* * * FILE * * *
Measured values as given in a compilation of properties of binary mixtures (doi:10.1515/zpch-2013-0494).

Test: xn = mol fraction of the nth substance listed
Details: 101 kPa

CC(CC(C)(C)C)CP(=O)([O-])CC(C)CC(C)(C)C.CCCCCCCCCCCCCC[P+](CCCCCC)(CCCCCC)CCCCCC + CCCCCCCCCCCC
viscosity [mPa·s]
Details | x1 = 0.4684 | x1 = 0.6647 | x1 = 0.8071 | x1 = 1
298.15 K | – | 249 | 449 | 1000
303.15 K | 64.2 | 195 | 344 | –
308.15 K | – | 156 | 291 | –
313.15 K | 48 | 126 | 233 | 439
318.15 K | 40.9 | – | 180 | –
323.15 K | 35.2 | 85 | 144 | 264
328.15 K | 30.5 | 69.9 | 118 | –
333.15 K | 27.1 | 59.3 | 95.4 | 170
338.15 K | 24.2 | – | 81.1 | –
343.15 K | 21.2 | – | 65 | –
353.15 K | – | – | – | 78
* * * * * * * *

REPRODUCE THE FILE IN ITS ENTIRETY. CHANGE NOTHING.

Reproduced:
Measured values as given in a compilation of properties of binary mixtures (doi:10.1515/zpch-2013-0494).

Test: xn = mol fraction of the nth substance listed
Details: 101 kPa

CC(CC(C)(C)C)CP(=O)([O-])CC(C)CC(C)(C)C.CCCCCCCCCCCCCC[P+](CCCCCC)(CCCCCC)CCCCCC + CCCCCCCCCCCC
viscosity [mPa·s]
Details | x1 = 0.4684 | x1 = 0.6647 | x1 = 0.8071 | x1 = 1
298.15 K | – | 249 | 449 | 1000
303.15 K | 64.2 | 195 | 344 | –
308.15 K | – | 156 | 291 | –
313.15 K | 48 | 126 | 233 | 439
318.15 K | 40.9 | – | 180 | –
323.15 K | 35.2 | 85 | 144 | 264
328.15 K | 30.5 | 69.9 | 118 | –
333.15 K | 27.1 | 59.3 | 95.4 | 170
338.15 K | 24.2 | – | 81.1 | –
343.15 K | 21.2 | – | 65 | –
353.15 K | – | – | – | 78